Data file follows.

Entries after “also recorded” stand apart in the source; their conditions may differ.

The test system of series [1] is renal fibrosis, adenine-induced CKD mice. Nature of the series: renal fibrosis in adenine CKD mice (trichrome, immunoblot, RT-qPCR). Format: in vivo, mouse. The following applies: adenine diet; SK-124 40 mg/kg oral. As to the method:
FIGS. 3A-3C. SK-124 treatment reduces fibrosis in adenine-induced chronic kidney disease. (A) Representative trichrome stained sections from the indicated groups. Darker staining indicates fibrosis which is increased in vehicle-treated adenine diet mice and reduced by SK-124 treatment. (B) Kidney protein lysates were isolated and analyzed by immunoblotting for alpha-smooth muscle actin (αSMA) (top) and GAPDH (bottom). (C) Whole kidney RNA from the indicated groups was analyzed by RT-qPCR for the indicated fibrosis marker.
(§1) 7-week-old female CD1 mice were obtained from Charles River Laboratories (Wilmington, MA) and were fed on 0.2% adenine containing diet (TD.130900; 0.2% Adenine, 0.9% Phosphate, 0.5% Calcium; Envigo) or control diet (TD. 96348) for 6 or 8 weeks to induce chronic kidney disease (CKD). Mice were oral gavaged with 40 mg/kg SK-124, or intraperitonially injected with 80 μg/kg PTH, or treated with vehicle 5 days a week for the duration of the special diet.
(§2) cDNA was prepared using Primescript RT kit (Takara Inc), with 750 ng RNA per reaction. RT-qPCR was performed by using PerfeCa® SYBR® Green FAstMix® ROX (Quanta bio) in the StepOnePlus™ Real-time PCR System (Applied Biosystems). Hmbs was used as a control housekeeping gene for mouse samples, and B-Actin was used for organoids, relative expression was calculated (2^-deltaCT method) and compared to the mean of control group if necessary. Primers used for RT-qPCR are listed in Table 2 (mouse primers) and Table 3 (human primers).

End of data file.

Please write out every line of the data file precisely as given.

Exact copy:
Entries after “also recorded” stand apart in the source; their conditions may differ.

The test system of series [1] is renal fibrosis, adenine-induced CKD mice. Nature of the series: renal fibrosis in adenine CKD mice (trichrome, immunoblot, RT-qPCR). Format: in vivo, mouse. The following applies: adenine diet; SK-124 40 mg/kg oral. As to the method:
FIGS. 3A-3C. SK-124 treatment reduces fibrosis in adenine-induced chronic kidney disease. (A) Representative trichrome stained sections from the indicated groups. Darker staining indicates fibrosis which is increased in vehicle-treated adenine diet mice and reduced by SK-124 treatment. (B) Kidney protein lysates were isolated and analyzed by immunoblotting for alpha-smooth muscle actin (αSMA) (top) and GAPDH (bottom). (C) Whole kidney RNA from the indicated groups was analyzed by RT-qPCR for the indicated fibrosis marker.
(§1) 7-week-old female CD1 mice were obtained from Charles River Laboratories (Wilmington, MA) and were fed on 0.2% adenine containing diet (TD.130900; 0.2% Adenine, 0.9% Phosphate, 0.5% Calcium; Envigo) or control diet (TD. 96348) for 6 or 8 weeks to induce chronic kidney disease (CKD). Mice were oral gavaged with 40 mg/kg SK-124, or intraperitonially injected with 80 μg/kg PTH, or treated with vehicle 5 days a week for the duration of the special diet.
(§2) cDNA was prepared using Primescript RT kit (Takara Inc), with 750 ng RNA per reaction. RT-qPCR was performed by using PerfeCa® SYBR® Green FAstMix® ROX (Quanta bio) in the StepOnePlus™ Real-time PCR System (Applied Biosystems). Hmbs was used as a control housekeeping gene for mouse samples, and B-Actin was used for organoids, relative expression was calculated (2^-deltaCT method) and compared to the mean of control group if necessary. Primers used for RT-qPCR are listed in Table 2 (mouse primers) and Table 3 (human primers).